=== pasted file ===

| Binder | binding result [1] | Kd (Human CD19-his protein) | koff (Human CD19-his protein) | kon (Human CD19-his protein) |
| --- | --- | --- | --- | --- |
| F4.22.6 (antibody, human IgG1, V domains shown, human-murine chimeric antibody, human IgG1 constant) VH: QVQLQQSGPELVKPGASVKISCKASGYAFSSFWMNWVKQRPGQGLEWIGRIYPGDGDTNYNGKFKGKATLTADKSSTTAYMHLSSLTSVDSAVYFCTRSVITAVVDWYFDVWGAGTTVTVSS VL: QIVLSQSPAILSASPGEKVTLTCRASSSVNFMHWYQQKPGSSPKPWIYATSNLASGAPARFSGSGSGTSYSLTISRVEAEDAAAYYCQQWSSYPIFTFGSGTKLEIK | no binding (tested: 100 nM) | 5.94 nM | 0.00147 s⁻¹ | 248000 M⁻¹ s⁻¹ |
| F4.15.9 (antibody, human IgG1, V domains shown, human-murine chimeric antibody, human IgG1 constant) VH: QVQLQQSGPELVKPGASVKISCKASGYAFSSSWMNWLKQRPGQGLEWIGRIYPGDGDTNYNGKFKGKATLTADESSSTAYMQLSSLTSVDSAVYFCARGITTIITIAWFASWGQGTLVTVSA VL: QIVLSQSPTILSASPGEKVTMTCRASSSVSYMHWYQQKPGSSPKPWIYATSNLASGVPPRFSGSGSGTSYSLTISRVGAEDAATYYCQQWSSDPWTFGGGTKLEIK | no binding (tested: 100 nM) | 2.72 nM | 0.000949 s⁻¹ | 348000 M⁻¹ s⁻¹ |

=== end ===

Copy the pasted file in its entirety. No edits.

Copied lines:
| Binder | binding result [1] | Kd (Human CD19-his protein) | koff (Human CD19-his protein) | kon (Human CD19-his protein) |
| --- | --- | --- | --- | --- |
| F4.22.6 (antibody, human IgG1, V domains shown, human-murine chimeric antibody, human IgG1 constant) VH: QVQLQQSGPELVKPGASVKISCKASGYAFSSFWMNWVKQRPGQGLEWIGRIYPGDGDTNYNGKFKGKATLTADKSSTTAYMHLSSLTSVDSAVYFCTRSVITAVVDWYFDVWGAGTTVTVSS VL: QIVLSQSPAILSASPGEKVTLTCRASSSVNFMHWYQQKPGSSPKPWIYATSNLASGAPARFSGSGSGTSYSLTISRVEAEDAAAYYCQQWSSYPIFTFGSGTKLEIK | no binding (tested: 100 nM) | 5.94 nM | 0.00147 s⁻¹ | 248000 M⁻¹ s⁻¹ |
| F4.15.9 (antibody, human IgG1, V domains shown, human-murine chimeric antibody, human IgG1 constant) VH: QVQLQQSGPELVKPGASVKISCKASGYAFSSSWMNWLKQRPGQGLEWIGRIYPGDGDTNYNGKFKGKATLTADESSSTAYMQLSSLTSVDSAVYFCARGITTIITIAWFASWGQGTLVTVSA VL: QIVLSQSPTILSASPGEKVTMTCRASSSVSYMHWYQQKPGSSPKPWIYATSNLASGVPPRFSGSGSGTSYSLTISRVGAEDAATYYCQQWSSDPWTFGGGTKLEIK | no binding (tested: 100 nM) | 2.72 nM | 0.000949 s⁻¹ | 348000 M⁻¹ s⁻¹ |